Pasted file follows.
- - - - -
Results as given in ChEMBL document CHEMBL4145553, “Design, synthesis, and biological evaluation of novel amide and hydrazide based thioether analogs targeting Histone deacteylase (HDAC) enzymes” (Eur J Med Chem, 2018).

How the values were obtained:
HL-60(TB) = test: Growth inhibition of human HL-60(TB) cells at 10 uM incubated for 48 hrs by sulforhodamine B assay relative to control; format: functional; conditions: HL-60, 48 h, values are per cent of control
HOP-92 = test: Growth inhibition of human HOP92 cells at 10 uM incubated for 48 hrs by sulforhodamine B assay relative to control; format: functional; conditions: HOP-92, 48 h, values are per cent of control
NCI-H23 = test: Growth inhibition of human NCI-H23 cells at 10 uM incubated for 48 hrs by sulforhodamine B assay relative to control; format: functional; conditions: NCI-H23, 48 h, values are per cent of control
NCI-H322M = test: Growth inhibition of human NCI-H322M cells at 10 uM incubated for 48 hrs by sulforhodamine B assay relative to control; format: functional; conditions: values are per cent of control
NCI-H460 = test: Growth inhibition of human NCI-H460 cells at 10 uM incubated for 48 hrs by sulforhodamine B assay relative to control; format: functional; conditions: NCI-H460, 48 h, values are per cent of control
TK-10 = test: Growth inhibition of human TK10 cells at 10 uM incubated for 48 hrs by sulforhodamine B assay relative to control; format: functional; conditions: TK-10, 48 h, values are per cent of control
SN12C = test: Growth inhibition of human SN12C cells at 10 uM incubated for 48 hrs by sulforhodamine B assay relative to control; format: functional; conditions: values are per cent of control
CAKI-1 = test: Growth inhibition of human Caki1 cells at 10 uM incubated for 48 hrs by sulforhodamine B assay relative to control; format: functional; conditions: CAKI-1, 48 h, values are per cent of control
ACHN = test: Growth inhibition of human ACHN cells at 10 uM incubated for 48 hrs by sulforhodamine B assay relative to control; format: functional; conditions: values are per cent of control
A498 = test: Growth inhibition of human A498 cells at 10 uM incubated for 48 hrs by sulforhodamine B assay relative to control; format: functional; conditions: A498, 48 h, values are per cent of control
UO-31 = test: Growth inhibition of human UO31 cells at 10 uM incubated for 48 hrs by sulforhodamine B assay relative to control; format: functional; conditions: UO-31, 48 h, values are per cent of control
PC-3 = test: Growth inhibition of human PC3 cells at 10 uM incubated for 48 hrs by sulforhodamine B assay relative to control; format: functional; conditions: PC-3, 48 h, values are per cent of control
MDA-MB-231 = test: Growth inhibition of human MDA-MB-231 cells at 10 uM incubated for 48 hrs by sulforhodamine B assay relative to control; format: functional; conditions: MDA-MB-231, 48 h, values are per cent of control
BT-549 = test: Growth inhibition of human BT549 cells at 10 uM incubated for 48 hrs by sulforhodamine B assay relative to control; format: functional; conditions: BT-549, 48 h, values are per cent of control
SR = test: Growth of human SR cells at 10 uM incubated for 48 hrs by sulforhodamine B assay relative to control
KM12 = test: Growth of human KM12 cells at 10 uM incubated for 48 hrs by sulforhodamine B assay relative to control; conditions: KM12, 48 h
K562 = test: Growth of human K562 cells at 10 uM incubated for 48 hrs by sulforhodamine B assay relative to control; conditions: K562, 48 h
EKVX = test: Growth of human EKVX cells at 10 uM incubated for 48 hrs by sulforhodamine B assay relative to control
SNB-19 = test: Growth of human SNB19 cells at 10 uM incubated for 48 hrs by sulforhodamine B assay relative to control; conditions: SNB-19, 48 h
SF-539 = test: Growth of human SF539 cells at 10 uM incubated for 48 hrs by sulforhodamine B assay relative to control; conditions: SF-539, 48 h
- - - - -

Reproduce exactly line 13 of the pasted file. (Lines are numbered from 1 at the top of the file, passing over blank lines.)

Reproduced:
UO-31 = test: Growth inhibition of human UO31 cells at 10 uM incubated for 48 hrs by sulforhodamine B assay relative to control; format: functional; conditions: UO-31, 48 h, values are per cent of control